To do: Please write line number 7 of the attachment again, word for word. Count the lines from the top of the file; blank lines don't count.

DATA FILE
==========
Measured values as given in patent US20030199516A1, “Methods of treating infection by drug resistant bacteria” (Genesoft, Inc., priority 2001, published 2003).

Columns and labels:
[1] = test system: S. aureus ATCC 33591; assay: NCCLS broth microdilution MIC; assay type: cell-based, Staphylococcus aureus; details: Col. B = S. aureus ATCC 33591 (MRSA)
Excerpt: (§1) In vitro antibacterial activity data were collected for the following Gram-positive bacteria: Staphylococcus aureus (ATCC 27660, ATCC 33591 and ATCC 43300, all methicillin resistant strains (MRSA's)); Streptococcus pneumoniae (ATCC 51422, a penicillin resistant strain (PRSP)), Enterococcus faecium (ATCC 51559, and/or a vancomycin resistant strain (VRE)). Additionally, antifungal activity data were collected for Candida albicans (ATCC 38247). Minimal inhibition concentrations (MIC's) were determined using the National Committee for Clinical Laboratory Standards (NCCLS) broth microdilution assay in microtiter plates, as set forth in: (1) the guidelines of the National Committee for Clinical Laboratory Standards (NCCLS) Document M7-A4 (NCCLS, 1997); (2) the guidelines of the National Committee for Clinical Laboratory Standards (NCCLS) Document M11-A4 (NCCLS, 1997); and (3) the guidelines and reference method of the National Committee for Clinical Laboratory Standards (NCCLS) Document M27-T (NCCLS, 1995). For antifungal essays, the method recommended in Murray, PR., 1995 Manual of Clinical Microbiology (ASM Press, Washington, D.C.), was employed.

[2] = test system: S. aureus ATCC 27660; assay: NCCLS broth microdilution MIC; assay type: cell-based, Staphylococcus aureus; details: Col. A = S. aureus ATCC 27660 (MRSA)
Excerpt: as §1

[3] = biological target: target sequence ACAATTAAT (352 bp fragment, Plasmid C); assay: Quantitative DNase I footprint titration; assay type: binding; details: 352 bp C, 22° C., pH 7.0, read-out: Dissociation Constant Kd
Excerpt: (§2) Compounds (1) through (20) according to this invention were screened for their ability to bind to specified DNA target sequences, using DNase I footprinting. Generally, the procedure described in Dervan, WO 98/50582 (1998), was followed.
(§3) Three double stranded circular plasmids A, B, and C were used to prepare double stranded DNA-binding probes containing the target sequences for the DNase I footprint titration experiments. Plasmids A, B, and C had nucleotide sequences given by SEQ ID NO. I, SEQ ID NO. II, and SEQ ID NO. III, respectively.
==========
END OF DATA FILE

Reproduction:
[3] = biological target: target sequence ACAATTAAT (352 bp fragment, Plasmid C); assay: Quantitative DNase I footprint titration; assay type: binding; details: 352 bp C, 22° C., pH 7.0, read-out: Dissociation Constant Kd